cat /sys/firmware/devicetree/base/serial-number
cat /sys/firmware/devicetree/base/model

2. Control Status LEDs

Turn on and off green LED

echo 1 > /sys/class/leds/led0/brightness #Turn ON green
echo 0 > /sys/class/leds/led0/brightness #Turn OFF green

Flash red LED using heartbeat

echo heartbeat > /sys/class/leds/led1/trigger 


3. Change Bluetooth MAC Address

Check MAC Address

bdaddr -i hci0



Change MAC Address

bdaddr -i hci0 01:23:45:67:89:ab
hciconfig hci0 reset


systemctl restart bluetooth.service

LED Statuses

1. Red LED

Red LED is the power indicator. It is normally on if there is enough power (> 4.65V).

We have made the Red LED to also indicate the compute station's boot up states.

Step Pattern Status
1 red on power applied
2 red off before dhcp start
3 red blink dhcp received ip ok
4 red off boot up server authentication ok
5 red on station start finished

Outside of the above boot-up sequence, the Red LED will remain "red on" whenever there is power applied, even after the Home Station has shutdown and all other LEDs are off.

2. Green LED

Green LED is the microSD memory card status indicator. It blinks during memory card activity.

During boot up Green LED (activity) normally blinks in an irregular pattern. It can give out regular Error Patterns - with long flashes then short flashes then repeat in 2 seconds (in most cases):

Long flashes Short flashes Status
0 0 No blinking then EEPROM might be corrupted
0 3 Generic failure to boot
0 4 start*.elf not found (on SD-card)
0 7 Kernel image not found
0 8 SDRAM failure
0 9 Insufficient SDRAM
0 10 In HALT state
2 1 Partition not FAT
2 2 Failed to read from partition
2 3 Extended partition not FAT
2 4 File signature/hash mismatch - Pi 4
4 4 Unsupported board type
4 5 Fatal firmware error
4 6 Power failure type A
4 7 Power failure type B

The Green LED is OFF when the Home Station has been shutdown.

3. Ethernet LEDs

There are two LEDs on the ethernet RJ-45 connector.

  1. Yellow is the LINK LED, on when the ethernet Link is connected.
  2. Green is ACT LED, blinks when there is Activity on the ethernet port.

These ethernet LEDs do NOT change colour with different link speeds.

During normal operation the Yellow is solid and the Green is flashing. The ethernet LEDs are OFF when the Home Station has been shutdown.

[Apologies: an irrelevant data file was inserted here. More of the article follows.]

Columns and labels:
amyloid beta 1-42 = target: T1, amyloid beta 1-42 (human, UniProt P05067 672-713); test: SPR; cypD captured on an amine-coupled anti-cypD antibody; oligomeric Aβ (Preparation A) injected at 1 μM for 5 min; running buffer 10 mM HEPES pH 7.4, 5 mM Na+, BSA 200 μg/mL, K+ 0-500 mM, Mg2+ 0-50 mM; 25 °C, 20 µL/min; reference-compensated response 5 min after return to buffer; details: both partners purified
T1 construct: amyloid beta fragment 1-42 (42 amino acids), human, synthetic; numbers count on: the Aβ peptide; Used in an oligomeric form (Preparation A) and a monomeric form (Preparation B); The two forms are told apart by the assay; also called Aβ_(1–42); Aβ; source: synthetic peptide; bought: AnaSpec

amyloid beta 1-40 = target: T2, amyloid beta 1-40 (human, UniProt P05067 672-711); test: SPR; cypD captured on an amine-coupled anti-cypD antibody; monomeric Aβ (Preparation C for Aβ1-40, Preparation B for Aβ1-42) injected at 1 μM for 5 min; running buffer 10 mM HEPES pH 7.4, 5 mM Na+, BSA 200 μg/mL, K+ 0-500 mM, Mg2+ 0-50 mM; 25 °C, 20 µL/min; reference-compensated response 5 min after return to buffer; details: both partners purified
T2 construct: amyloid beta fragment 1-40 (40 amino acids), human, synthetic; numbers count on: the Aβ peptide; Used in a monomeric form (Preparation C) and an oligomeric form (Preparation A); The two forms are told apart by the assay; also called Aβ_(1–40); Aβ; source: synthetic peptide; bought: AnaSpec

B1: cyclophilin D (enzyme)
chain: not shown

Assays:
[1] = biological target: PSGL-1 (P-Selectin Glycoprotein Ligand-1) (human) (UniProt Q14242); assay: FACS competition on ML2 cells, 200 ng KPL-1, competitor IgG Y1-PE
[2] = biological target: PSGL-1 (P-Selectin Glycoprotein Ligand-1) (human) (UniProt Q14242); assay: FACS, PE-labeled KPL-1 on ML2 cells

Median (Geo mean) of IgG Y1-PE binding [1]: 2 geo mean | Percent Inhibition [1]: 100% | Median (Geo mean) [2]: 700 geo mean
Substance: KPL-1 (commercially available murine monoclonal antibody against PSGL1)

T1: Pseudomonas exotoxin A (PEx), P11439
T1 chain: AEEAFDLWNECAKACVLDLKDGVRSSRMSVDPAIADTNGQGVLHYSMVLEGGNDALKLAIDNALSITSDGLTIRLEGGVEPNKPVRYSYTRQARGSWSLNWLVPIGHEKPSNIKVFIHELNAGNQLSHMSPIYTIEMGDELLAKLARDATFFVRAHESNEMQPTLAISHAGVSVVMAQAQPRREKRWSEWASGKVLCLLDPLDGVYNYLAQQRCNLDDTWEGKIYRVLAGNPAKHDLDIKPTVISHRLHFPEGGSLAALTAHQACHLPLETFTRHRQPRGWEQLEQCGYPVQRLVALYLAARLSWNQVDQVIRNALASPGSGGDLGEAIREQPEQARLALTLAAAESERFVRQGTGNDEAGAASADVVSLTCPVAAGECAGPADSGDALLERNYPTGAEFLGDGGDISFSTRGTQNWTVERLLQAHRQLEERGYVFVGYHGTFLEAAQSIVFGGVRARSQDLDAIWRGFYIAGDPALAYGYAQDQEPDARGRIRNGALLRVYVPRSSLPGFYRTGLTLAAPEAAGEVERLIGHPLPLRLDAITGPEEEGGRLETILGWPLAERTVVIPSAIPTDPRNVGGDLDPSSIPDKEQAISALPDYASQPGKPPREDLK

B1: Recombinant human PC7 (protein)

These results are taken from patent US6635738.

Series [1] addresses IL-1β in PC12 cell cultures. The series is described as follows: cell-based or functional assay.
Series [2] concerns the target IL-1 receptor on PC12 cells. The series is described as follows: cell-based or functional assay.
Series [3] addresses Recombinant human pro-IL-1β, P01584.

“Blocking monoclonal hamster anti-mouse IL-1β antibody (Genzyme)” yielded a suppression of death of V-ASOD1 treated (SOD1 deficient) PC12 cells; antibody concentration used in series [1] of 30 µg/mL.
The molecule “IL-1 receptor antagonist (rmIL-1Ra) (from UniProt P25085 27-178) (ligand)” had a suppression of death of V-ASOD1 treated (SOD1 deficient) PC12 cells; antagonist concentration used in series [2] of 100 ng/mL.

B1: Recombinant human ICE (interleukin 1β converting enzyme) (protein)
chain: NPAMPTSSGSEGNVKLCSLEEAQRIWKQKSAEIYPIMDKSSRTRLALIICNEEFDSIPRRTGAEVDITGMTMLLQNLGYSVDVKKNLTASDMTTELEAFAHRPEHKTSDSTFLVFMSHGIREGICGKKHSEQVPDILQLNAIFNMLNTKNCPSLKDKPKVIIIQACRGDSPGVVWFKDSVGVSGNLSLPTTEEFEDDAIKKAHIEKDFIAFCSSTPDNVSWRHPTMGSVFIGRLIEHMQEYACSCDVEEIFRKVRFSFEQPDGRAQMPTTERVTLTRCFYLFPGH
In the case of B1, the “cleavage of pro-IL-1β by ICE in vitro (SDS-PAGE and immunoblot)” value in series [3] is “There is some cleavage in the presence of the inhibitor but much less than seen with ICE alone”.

Web Commands

All Home Station broadcast its name on a WiFi channel (default is channel 11 on the 2.4GHz band) which you can connect to in order to access the Home Station's web command menu.


Raspberry 4B Assembly

1. Offical Case

Home Station A is based on Raspberry Pi 4B.

  • 1 x Raspberry Pi 4B
  • 1 x 2G RAM
  • 1 x 64G Samsung A1 microSD
  • 1 x ABS case

Home Station A Components

  1. Computer:
  2. Power Supply: Buy a Raspberry Pi 15W USB-C Power Supply – Raspberry Pi
  3. Case:
  4. Storage: EVO Plus microSD Card(2021) MB-MC64KA/APC | Samsung Australia
  5. Software: preinstalled

Home Station A Assembly

The clear case has three acrylic parts which can be easily assembled without tools.


Case Size: 30x62x93mm
Case Material: ABS
Case Features:

  1. Clear see through plastic for status lights
  2. Two screw mount holes for wall mounting
  3. Four rubber feet for desk top
  4. Position for optional pi camera
  5. Access to all ports and pins
  6. Ventilated base and top rim


  1. Attach the Raspberry Pi 4 to the bottom part of the case. Do not insert the Micro SD Card until the case is fully assembled.

  2. Gently put the clear case body until it is clicked to the clear case bottom.

  3. Place the lid. There is only one correct way to put the lid and do not press it hard.

  4. Flip the case to the bottom and insert the Micro SD Card.

2. Vertical Case 1

Home Station B is based on Raspberry Pi 4B.

  • 1 x Raspberry Pi 4B
  • 1 x 8G RAM
  • 1 x 64G Samsung A1 microSD
  • 1 x 4TB Toshiba Canvio USB3 HDD
  • 1 x Acrylic Case

Home Station B Components

  1. Computer: Buy a Raspberry Pi 4 Model B – Raspberry Pi
  2. Power Supply: Buy a Raspberry Pi 15W USB-C Power Supply – Raspberry Pi
  3. Case: custom made
  4. Storage: EVO Plus microSD Card(2021) MB-MC64KA/APC | Samsung Australia and Toshiba - Portable Hard Drives - Canvio Basics
  5. Software: preinstalled

Home Station B assembly

It comes fully assembled.

Additional Hard Disk

Most low cost ARM computers with 64-bit CPU and 2 GB RAM (e.g. Raspberry Pi 4B) can be used to build stations for Infinite Disk nodes.

For a ready made solution, the case that comes with ARM Home Station 1 already has provision for a USB 2.5 inch Hard Disk Drive (HDD)

Infinite Disk software is already preloaded in all Home Stations, so nothing need to be installed and the software will automatically configure itself when it is plugged into a local area network.

Infinite Disk hardware is also plug and play. Just push the HDD in from Cable Side of the case then tighten or loosen the 4 hold down nuts coming from the Raspberry Pi 4B, so the 4 nuts have enough pressure to push the HDD against the acrylic case wall.



Cable Side

Non-Cable Side



3. Spacer Wall